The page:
Tony Apro, president of Perfection Group, presents the cost of renovations to three county-owned buildings in this photo taken Monday. The Clinton County commissioners are considering renovating the courthouse, prosecutor’s office and Veterans’ Service Commission’s office.

WILMINGTON — The Clinton County commissioners further discussed a recent $5.2 million proposal by Perfection Group to renovate the Clinton County courthouse, prosecutor’s office and Veterans’ Service Commission’s office.

The commissioners each supported the project, though they didn’t vote on the matter.

“Based on the severity and the work that needs to be completed, we can’t wait any longer,” said Commissioner Kerry Steed.

“There are bits and pieces that we could put in a different phase, but the increased cost you would see by waiting and/or the mobilization costs to get a crew here” wouldn’t be worth it, said Commissioner Mike Curry.

“We have momentum and things happen,” said Commissioner Pat Haley. “I think we’re in a position right now that we should move forward with this project.”

The project, if approved as presented, would include roof work, lighting upgrades and masonry restoration at all three locations, including the dome of the courthouse. Heat would be added to the second floor of the Veteran’s Service Commission’s office, and the courthouse and prosecutor’s office would have windows and HVAC systems replaced.

Steed asked if Haley and Curry would consider financing the project, despite having enough money to pay it outright. That way, he said, the county could earn interest from the capital.

Clinton County has $1.4 million in its capital improvements fund as well as money annually from the sale of Clinton Memorial Hospital and began the fiscal year with $5.4 million in general fund carryover.

Steed said the investment climate could change positively for the county, according to Morgan Stanley, which advises the county’s investment committee.

“I think the possibility of at least ten years of the potential of upsides in a favorable investment climate is much greater than it would be if we just wrote a check right now,” Steed said.

The commissioners scheduled a meeting with their agent at Morgan Stanley to see if financing it and investing the saved money over those years would be financially wise.

Also on the project, County Administrator Mary Ann Foland said Perfection Group would be responsible for ensuring the work zone is safe.

Steed asked the other commissioners and Foland if any of the buildings should be prioritized. Foland said no, pointing out that while the courthouse holds the most offices, the prosecutor’s office has had to close due to HVAC and water penetration issues.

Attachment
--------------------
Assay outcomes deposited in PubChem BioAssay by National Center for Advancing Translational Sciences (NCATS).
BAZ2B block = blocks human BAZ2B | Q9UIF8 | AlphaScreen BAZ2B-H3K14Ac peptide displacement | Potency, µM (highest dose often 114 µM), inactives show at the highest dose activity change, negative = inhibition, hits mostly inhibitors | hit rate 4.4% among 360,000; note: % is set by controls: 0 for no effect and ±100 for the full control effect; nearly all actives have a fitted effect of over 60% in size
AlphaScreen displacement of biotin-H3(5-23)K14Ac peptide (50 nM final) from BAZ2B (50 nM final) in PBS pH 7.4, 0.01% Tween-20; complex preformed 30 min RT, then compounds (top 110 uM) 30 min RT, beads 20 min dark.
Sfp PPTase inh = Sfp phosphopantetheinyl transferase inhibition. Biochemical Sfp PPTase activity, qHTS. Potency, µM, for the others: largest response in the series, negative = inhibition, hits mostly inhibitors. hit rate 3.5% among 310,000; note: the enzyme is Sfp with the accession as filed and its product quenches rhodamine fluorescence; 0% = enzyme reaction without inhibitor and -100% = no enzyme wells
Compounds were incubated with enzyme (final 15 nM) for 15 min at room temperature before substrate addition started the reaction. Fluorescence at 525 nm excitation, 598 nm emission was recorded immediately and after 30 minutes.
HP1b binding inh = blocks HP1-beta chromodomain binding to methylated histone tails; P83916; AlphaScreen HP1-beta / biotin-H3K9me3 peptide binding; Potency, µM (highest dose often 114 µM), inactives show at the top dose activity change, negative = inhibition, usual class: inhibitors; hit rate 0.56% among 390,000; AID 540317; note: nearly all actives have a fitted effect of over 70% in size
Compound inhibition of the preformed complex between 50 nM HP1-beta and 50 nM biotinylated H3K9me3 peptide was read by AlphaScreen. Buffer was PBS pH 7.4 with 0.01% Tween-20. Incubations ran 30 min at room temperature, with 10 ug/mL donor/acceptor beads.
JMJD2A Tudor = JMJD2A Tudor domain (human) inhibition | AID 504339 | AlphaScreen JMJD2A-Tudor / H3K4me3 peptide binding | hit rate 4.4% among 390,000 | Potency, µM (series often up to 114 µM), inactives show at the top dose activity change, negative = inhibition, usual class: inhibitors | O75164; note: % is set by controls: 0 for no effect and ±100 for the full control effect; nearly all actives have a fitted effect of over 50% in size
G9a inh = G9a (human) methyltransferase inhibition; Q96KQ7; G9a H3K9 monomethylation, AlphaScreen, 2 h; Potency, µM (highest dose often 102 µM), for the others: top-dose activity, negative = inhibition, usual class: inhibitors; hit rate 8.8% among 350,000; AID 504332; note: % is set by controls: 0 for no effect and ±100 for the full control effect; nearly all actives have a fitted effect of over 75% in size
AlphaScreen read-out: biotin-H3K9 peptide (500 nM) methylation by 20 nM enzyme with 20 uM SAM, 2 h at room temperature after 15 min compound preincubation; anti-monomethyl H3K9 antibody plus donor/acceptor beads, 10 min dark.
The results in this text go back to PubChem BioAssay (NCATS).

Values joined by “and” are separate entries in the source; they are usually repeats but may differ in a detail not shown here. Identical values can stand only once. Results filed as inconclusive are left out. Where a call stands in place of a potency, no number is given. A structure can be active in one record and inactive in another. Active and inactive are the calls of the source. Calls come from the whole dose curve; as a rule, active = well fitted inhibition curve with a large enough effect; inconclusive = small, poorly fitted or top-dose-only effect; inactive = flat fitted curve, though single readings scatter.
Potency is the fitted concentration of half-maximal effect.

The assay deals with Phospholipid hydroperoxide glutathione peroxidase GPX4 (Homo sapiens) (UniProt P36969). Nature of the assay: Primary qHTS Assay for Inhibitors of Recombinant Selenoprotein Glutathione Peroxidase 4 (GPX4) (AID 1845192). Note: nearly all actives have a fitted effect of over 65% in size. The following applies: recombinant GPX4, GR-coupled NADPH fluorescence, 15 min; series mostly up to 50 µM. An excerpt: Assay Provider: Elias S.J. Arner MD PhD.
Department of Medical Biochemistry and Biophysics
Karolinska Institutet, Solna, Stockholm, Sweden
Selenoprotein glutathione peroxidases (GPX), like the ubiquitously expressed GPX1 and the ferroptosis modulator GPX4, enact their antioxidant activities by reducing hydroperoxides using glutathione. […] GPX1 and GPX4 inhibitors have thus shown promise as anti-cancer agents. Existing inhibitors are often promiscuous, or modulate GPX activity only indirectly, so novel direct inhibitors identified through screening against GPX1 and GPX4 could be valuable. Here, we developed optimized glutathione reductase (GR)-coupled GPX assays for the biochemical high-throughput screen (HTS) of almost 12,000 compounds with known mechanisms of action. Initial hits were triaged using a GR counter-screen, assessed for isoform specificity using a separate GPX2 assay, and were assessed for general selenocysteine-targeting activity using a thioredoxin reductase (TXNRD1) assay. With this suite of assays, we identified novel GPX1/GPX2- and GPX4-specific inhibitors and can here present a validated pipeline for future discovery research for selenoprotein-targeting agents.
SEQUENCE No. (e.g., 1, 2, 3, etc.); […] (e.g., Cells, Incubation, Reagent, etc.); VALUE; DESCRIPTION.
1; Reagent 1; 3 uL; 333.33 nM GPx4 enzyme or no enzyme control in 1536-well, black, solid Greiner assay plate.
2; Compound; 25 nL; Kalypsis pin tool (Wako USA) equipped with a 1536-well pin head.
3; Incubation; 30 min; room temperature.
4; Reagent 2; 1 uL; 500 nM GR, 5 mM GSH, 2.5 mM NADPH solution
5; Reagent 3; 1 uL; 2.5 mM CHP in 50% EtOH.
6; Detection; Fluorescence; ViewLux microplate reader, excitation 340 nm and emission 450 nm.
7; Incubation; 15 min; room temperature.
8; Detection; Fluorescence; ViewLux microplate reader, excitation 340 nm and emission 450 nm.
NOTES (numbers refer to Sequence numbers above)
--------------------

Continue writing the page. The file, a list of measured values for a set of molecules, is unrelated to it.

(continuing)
At Monday’s meeting, Clinton County Prosecutor said the basement flooded too badly to use.

Curry asked Foland to find out if Perfection’s proposal, which included window replacements, included the arch windows in the courthouse’s rotunda.

Commissioners also:

• Received a quarterly report and an annual report from Council on Aging of Southwestern Ohio CEO Suzanne Berke and Vice President of program operations Ken Wilson. The reports showed, on average, a decreased cost per client of $286.66, more seniors receiving home care assistance and medical transportation and fewer receiving home-delivered meals. Also, the waiting list was eliminated, and $130,000 was saved over five years through competitive bidding.

Berke also presented the commissions with a $10,868 check. She said COA initially charged $82,300 because it was 6 percent of all expenses. As expenses decreased, COA only wanted 6 percent of the expenses, so it remitted the $10,868 to the county. She asked that the contract be amended to call for a 6 percent administrative fee instead of the $82,300 flat fee.

Haley asked if COA could talk about its litigation with Clinton County Community Action Agency. Berke said she couldn’t, adding that the lawsuit had been settled, “I think to both parties’ satisfaction.”

According to records in the U.S. District Court Southern District of Ohio, a settlement conference was held in February, confidential terms were set and an order of dismissal was entered. In that order, Judge Timothy S. Black retained the right to enforce the terms.

Community Action sued COA, claiming it was no longer providing meals to elderly residents who should receive them. COA claimed those people were not eligible to benefit from the home-delivered meals, also known as Meals on Wheels.

• Received a report from Taylor Stuckert, executive director of the Clinton County Regional Planning Commission, who presented Wilmington’s 2015 comprehensive plan and township land use plans for several townships. Stuckert said the land use plans mostly reflect the townships as they are and can be changed if development is proposed. He also said he hopes to draft a Clinton County comprehensive plan soon.

Reach Nathan Kraatz at 937-382-2574, ext. 2510 or on Twitter @NathanKraatz.